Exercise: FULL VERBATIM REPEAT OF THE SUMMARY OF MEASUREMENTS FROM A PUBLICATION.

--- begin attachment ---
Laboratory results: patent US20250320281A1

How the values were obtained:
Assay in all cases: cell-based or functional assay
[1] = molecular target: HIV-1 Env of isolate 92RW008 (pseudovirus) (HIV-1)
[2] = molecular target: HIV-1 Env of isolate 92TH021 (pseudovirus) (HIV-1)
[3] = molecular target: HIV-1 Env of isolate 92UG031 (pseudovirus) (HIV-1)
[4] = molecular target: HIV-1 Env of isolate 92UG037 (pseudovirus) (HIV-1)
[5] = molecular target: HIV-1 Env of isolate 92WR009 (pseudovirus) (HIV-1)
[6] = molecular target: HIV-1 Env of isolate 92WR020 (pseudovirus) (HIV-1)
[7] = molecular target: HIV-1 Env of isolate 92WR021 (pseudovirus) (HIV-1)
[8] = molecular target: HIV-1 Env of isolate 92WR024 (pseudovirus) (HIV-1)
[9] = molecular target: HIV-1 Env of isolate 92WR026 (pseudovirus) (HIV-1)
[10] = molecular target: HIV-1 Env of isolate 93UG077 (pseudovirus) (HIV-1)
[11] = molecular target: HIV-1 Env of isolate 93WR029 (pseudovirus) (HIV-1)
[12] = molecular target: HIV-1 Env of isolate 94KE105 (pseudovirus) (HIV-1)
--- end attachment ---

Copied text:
Laboratory results: patent US20250320281A1

How the values were obtained:
Assay in all cases: cell-based or functional assay
[1] = molecular target: HIV-1 Env of isolate 92RW008 (pseudovirus) (HIV-1)
[2] = molecular target: HIV-1 Env of isolate 92TH021 (pseudovirus) (HIV-1)
[3] = molecular target: HIV-1 Env of isolate 92UG031 (pseudovirus) (HIV-1)
[4] = molecular target: HIV-1 Env of isolate 92UG037 (pseudovirus) (HIV-1)
[5] = molecular target: HIV-1 Env of isolate 92WR009 (pseudovirus) (HIV-1)
[6] = molecular target: HIV-1 Env of isolate 92WR020 (pseudovirus) (HIV-1)
[7] = molecular target: HIV-1 Env of isolate 92WR021 (pseudovirus) (HIV-1)
[8] = molecular target: HIV-1 Env of isolate 92WR024 (pseudovirus) (HIV-1)
[9] = molecular target: HIV-1 Env of isolate 92WR026 (pseudovirus) (HIV-1)
[10] = molecular target: HIV-1 Env of isolate 93UG077 (pseudovirus) (HIV-1)
[11] = molecular target: HIV-1 Env of isolate 93WR029 (pseudovirus) (HIV-1)
[12] = molecular target: HIV-1 Env of isolate 94KE105 (pseudovirus) (HIV-1)